Saturday, March 10, 2007


On Thursday nights after the workshop we walk through Times Square. We are jostled by the New Jersey crowds pouring out from Mary Poppins, which till recently has been New Jersey crowds pouring out of the Lion King. Dowdy people when seen against some of the people who in my memory used to be there. Limousine drivers now hold up signs with the names of theater-goers. Limousines that are rented, like limousine-company limousines hired for proms, not like limousines owned by some of people who once crowded into Broadway musicals, when musical theater was not for square suburbanites and not for late night TV jokes about gay proclivities. Musical comedies used to be at the heart of the culture, when a new work by Rogers and Hammerstein was awaited with great anticipation not by Disneyed Jerseyites but by people who also awaited Eugene O'Neil and Arthur Miller.

I was a child then and a long way from those old musical theater throngs.All alone I would play these fast spinning music records in a low-ceiling
Connecticut place, the smaller of our two living rooms.A small fireplace, a floor made of big wide boards that did not fit together very well ­ and big heavy antique pictures ­ flowers painted on glass and backed up by what looked like crumpled tinfoil. Tilting lamps on teetering tables. Old golf tees tucked away with highball coasters. Crushed cigarettes with lipstick on them. Dad¹s cheap drug store pipes and his Revelation tobacco. Beside an unhappy sofa stuffed with horse hair. A cabinet on the floor that also served as another table, with doors that you had to be careful opening because the hinges were nearly falling off. On one shelf the very breakable records. The other shelf had the record player.

Except on winter nights no one was in this room much except me. Carefully I lifted out each record and played each one over and over day after day. One was of "The Beer Barrel Polka." Another a song called "Pop Goes the Weasel." A set of records in a box of their own called "Songs of the South African Veldt by José Marais and Miranda." Some Bing Crosby Christmas records and some Barbar the
Elephant records. I played all of these records, except for the childish elephant ones, played them over and over. They represented something to me that
was not there, might never be there, but had to be somewhere.

Then one evening my brother and I are in jackets and neckties close up to a big stage in a theater down in New York City. I feel excitement all around me ­ the expectant chatter ­ the sight and smell of lovely women with bare shoulders who seem nothing like family women, and ruddy-faced confident men in new looking suits that would not hold dirty pipe cleaners.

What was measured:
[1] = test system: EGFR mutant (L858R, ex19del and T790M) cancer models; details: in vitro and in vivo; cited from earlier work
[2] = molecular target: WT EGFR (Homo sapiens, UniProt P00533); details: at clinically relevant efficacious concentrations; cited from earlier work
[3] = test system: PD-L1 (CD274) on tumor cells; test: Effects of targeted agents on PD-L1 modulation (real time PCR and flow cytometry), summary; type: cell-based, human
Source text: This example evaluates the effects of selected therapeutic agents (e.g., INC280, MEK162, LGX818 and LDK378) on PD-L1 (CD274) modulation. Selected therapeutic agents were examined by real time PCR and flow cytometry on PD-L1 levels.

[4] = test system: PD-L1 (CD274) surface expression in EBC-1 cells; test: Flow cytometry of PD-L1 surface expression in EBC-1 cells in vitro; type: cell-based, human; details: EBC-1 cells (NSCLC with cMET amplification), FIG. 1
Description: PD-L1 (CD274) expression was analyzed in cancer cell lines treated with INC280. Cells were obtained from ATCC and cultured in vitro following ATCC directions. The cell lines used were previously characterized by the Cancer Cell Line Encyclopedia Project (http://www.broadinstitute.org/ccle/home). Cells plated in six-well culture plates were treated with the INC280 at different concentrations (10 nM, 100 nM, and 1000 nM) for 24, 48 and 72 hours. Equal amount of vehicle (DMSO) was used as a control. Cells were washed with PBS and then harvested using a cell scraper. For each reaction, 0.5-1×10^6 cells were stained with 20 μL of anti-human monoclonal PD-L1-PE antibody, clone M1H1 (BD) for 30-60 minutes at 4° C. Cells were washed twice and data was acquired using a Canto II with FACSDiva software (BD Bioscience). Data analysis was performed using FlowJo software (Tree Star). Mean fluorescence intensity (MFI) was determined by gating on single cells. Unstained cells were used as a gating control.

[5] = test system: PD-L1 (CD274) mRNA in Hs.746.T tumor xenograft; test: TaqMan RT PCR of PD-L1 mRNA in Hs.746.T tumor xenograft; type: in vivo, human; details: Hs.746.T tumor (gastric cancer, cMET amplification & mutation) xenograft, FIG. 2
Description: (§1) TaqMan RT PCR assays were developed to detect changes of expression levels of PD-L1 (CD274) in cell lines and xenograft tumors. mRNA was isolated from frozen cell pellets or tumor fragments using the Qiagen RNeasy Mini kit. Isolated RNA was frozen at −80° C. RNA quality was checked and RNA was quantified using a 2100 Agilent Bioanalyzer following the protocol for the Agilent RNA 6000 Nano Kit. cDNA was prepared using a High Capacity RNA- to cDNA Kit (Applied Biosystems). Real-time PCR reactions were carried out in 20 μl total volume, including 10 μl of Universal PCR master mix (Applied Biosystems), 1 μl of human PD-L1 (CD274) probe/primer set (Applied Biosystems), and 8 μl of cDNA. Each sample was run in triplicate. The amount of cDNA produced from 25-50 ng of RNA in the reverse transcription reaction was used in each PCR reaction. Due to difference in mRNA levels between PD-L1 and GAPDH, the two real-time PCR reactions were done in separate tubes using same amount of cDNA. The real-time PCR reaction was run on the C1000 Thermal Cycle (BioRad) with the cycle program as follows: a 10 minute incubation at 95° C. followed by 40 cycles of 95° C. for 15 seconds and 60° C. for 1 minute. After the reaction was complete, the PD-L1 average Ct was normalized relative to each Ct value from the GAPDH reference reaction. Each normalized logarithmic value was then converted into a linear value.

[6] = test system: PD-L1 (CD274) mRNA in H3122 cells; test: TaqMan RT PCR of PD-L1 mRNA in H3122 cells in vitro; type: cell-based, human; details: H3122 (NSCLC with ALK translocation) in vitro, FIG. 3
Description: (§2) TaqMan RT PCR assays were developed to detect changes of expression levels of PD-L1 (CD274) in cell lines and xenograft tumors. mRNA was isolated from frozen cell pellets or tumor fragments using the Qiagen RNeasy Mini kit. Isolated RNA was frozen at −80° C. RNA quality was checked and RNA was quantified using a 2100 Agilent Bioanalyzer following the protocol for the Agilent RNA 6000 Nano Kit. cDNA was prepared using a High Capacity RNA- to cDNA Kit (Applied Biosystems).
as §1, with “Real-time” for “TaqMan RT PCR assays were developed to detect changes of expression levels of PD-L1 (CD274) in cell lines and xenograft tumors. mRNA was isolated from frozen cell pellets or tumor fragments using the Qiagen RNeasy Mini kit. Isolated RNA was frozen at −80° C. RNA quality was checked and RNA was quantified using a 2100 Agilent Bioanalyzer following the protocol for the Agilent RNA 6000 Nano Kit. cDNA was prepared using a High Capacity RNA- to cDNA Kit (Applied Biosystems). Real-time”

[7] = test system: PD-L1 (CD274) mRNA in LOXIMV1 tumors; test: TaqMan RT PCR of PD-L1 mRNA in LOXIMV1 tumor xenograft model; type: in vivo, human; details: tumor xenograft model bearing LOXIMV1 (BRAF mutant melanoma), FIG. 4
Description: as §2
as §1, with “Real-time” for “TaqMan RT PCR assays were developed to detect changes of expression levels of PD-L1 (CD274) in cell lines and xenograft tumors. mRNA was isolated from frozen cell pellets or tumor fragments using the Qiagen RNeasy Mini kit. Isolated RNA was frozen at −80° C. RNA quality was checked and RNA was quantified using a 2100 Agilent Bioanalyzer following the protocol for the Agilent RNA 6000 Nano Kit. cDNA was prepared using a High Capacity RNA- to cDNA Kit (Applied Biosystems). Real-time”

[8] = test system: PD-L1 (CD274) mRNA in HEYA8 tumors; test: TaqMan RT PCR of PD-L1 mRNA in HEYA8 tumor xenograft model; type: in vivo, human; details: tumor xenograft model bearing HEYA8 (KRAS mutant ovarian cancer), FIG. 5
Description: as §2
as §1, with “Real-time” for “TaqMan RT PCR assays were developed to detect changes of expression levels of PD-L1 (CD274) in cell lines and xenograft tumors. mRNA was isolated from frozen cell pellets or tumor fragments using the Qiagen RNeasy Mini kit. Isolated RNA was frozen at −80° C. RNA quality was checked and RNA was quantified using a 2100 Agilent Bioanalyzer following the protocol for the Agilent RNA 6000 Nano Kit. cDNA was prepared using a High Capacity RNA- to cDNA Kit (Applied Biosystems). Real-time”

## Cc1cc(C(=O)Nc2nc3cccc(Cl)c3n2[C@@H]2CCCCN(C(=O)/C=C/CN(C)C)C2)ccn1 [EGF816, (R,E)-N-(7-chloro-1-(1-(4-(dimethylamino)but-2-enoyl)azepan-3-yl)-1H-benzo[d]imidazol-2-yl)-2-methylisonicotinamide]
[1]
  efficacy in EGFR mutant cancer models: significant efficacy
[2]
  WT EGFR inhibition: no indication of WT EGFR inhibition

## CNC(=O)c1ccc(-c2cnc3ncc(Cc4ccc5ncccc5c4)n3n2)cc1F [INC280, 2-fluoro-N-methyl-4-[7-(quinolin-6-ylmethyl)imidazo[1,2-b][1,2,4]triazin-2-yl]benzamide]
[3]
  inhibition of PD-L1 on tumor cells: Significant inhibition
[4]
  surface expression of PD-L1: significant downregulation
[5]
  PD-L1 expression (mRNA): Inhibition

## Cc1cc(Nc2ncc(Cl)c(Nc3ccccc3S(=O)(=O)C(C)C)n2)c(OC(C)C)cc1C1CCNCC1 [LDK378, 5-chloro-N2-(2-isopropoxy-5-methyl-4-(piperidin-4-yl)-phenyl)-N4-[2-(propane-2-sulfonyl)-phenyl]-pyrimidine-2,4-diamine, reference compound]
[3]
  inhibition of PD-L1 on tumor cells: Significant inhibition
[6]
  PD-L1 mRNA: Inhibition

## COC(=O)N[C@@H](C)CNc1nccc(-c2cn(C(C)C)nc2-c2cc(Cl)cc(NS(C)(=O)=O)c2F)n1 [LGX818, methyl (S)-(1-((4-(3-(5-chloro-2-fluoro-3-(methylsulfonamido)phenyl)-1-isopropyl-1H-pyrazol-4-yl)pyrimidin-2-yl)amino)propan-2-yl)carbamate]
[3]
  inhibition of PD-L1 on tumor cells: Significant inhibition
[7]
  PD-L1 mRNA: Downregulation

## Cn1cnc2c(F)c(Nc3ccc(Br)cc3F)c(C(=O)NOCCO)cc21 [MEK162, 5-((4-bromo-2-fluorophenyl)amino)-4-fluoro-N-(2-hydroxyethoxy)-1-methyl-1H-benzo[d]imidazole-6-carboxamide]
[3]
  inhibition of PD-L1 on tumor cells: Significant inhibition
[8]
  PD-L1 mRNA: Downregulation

All seats are taken, right up to the boxes and balconies, which look like happy places though they are not so close to the stage, at which everyone is looking even though nothing has happened yet. And now the lights are going down very gradually. A deep red curtain is going up to reveal another curtain, a pale one,
and spot lights are playing on it. And from down below, in front of us but below the stage, I see the flash of brass. A big man in a long coat struts up, raises a stick in the air, and music Starts ­ the music I had sensed all along was way out there is suddenly here.

I want it to last forever, but the music comes to a climax as the second curtain goes up, and it is summer in some great place of rolling hills and blue
skies and graceful trees with a woman churning butter ­ even better than what was around our New Hampshire summer place ­ even more real than at our own summer place - and a man in a cowboy hat walks out on the stage looking strong and then happy, and the music is sounding like the soft summer day, and then it gets strong and the theater is filled with his singing:

There¹s a bright golden haze on the meadow,
There¹s a bright golden haze on the meadow,
The corn is as high as an elephant¹s eye,
And it seems to be climbing clear up the sky.

Oh what a beautiful morning,
Oh what a beautiful day,
I¹ve got a beautiful feeling,
Everything¹s going my way.

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